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In a letter dated 17 October 1849, Wendell Phillips thanks Ralph Waldo Emerson for the use of a set of volumes that he describes as a "valuable contribution to the scanty stores of Haytian history."1 Phillips's apparent claim that "Haytian history" exists only in "scanty stores" is interesting, not only because African American newspapers had been publishing stories about Haiti throughout the first half of the nineteenth century but also because Phillips himself would consequently discover and contribute to a broad Haitian archive, lecturing on the heroics of Toussaint Louverture by the beginning of the Civil War.2 The first decade of the twenty-first century is similar: many scholars who were previously unfamiliar with the "scanty stores" of Haitian history have, within ten years, become immersed in studies of the island—beginning with its 1791 insurrections. Even in an archive shaped by Western thought's limited ontological presumptions of racial difference and human freedom, the Haitian Revolution populates the historical landscape with possibilities whose "right to existence," as Michel-Rolph Trouillot puts it, had been silenced within the "field constituted by previously created facts."3 Rewriting the Haitian Revolution provided Ralph Waldo Emerson and his cohorts—especially his brother Charles Chauncy Emerson—with a corrective to the providential narrative of freedom that dominated United States history. [End Page 219] Placing the Anglo-American concept of righteous rebellion in a hemispheric context could amend the patterns of Anglo masculinity that had historically marred the ideal of freedom. This theoretical world, born of an odd combination of love and violent rebellion, presented a new world of racial meaning and masculine power. By amalgamating the histories of Haiti and the United States, mid-nineteenth-century scholars could also envision a reformed masculine world.
Similarly, for many twenty-first century scholars, the "differential exercise[s] of power" that amplified the accomplishments of one colony's revolution and suppressed the other's shed light on the United States' exceptional "progress" as a world power.4 As the "other" foundational site of American Revolution, Haiti has become the focal point of contemporary scholarly rebellion. As a corrective to American exceptionalism, Haiti signifies what Nick Nesbitt describes as "the capacity for self-determination that is a universal, immanent potential."5 Haiti was not a nation whose founding fathers condoned what David Brion Davis identifies as the sin of slavery— or what Charles Emerson referred to as "sewing up the body politic . . . in a sack with a living viper."6 The two poles of representation that characterized Haiti in the nineteenth-century United States, however, ranged from Nesbitt's space of immanent potential to something far worse than Charles Emerson's viper-infested sack. In other words, the images of insurgent black power that characterized the first free black nation in the Western Hemisphere frightened many of Emerson's contemporaries more than any representation of slavery. Waldo Emerson's and Phillips's interest in Haiti on the eve of one of the most turbulent decades in United States history reflects their attempt, not only to make sense of conflicting racialized representations of the Haitian past and of people of African descent in general, but also to listen to the silences that reveal how a more perfect union might coalesce in the future. This perfectionist vision, however, frequently came into focus through the lens of romantic racialism.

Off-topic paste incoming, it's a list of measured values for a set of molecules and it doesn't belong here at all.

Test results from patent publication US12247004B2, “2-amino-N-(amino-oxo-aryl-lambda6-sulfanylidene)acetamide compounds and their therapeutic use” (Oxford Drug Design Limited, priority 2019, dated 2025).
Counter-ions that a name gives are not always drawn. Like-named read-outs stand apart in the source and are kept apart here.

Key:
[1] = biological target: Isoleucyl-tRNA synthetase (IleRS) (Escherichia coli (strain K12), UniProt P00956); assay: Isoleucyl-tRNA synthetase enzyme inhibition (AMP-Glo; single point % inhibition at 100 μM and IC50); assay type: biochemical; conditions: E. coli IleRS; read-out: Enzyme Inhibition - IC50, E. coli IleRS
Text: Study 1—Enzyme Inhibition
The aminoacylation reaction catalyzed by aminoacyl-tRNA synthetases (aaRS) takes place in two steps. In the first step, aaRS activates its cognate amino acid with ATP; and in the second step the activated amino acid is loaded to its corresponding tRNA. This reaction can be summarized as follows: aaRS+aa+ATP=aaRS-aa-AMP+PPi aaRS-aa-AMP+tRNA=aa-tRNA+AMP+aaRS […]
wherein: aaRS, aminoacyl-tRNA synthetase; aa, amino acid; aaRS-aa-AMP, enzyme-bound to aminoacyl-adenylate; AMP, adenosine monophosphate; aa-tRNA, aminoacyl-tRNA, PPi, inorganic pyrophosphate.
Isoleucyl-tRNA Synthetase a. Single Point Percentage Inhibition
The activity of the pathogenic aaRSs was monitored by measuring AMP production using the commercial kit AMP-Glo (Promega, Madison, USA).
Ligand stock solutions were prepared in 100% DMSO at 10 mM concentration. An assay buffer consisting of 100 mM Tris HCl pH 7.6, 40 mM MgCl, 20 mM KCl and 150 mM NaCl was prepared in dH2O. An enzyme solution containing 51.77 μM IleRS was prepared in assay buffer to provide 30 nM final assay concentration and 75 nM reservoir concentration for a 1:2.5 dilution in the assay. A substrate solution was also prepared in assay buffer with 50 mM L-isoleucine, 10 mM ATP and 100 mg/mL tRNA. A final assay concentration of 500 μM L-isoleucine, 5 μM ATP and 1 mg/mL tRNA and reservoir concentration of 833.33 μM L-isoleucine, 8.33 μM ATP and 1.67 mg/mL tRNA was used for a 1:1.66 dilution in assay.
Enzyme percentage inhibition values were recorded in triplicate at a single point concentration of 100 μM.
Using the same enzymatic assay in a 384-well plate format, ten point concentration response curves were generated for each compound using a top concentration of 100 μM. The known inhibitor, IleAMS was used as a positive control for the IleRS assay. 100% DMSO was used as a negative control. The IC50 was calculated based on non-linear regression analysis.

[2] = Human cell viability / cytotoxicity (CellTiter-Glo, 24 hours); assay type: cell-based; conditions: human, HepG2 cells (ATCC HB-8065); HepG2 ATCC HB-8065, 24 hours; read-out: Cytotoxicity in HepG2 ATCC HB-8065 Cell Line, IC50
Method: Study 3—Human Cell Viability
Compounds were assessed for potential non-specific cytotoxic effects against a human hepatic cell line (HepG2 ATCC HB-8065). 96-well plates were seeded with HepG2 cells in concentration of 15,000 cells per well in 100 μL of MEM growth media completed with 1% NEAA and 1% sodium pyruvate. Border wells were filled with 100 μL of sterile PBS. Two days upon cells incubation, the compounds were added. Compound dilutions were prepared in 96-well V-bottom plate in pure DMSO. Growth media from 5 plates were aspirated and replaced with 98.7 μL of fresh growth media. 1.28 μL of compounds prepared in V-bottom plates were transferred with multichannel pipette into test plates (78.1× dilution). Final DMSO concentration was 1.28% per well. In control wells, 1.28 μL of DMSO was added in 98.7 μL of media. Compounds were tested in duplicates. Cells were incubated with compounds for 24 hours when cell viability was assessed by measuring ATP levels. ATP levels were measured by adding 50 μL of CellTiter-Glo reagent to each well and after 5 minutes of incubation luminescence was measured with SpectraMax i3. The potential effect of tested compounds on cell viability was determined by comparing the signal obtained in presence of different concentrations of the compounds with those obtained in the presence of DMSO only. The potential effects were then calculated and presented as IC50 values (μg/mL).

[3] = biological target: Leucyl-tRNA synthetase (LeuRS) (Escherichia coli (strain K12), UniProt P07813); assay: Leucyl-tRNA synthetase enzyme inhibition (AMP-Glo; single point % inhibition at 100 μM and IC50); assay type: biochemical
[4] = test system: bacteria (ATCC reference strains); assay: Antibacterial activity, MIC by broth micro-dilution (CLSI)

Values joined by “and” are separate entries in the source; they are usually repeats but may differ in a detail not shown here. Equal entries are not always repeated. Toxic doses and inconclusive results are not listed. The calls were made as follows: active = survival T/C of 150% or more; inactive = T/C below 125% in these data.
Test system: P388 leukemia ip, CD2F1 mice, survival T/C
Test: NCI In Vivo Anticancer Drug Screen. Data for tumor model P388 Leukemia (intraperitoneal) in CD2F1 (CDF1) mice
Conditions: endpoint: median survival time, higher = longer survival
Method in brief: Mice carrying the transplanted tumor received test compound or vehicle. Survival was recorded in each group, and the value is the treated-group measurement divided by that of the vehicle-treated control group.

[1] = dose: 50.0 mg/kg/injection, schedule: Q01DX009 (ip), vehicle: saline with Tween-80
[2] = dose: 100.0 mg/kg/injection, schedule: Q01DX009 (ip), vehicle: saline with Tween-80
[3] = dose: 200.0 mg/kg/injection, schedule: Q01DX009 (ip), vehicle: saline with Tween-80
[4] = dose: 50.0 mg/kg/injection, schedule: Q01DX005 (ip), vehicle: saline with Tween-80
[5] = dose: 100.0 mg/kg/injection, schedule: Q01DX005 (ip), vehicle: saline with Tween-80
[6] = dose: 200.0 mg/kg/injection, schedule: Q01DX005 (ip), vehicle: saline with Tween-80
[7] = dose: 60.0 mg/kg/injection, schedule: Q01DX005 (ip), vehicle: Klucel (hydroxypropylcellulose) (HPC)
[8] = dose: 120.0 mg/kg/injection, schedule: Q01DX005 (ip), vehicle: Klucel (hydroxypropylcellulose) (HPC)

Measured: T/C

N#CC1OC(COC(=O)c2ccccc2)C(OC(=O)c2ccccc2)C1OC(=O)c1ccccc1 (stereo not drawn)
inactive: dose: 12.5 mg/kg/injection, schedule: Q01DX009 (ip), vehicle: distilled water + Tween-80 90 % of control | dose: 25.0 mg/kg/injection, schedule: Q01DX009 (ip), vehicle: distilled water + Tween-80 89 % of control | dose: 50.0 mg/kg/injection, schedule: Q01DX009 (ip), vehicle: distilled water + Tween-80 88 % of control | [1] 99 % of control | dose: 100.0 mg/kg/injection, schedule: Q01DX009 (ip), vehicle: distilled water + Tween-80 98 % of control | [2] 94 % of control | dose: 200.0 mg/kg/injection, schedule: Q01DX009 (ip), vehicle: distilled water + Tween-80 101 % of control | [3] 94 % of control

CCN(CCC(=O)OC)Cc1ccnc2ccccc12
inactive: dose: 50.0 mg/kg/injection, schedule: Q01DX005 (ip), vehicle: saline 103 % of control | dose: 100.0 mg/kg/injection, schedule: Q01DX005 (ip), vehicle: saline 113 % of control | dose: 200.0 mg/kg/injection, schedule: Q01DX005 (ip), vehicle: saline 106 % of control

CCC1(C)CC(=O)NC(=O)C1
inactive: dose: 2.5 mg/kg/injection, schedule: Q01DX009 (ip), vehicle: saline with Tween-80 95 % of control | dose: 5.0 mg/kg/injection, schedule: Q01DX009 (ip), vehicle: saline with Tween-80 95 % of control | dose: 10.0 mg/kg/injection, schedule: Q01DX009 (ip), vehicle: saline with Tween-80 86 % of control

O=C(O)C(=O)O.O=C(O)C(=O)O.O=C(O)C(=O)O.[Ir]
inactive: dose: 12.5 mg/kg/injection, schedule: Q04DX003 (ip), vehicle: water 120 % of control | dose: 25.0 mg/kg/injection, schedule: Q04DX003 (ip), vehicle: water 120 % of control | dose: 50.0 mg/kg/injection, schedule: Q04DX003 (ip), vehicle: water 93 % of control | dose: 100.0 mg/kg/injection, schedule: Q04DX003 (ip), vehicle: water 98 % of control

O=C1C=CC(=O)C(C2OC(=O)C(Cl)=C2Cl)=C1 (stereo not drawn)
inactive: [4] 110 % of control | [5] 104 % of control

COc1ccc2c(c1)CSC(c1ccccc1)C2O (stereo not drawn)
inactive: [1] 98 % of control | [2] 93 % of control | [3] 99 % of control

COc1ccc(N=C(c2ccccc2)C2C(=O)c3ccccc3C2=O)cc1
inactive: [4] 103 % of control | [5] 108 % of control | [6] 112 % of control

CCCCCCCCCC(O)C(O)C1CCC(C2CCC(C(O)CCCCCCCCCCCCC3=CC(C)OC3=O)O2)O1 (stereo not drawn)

While romantic racialism often endowed people of African descent with a fictional, heightened capacity for love and empathy, [End Page 220] it at the same time depicted Anglo-Saxons as somewhat bereft of those qualities. Abolitionist representations of the Haitian Revolution deify Toussaint in particular on the grounds that he possessed a heightened sense of love, morality, and compassion. If anti-black representations of Haiti focused on violence and cruelty, the rhetoric of Waldo Emerson's English Traits (first published in 1856), which emphasized an Anglo-Saxon propensity for violence, flipped that proverbial script: it turned the most disturbing...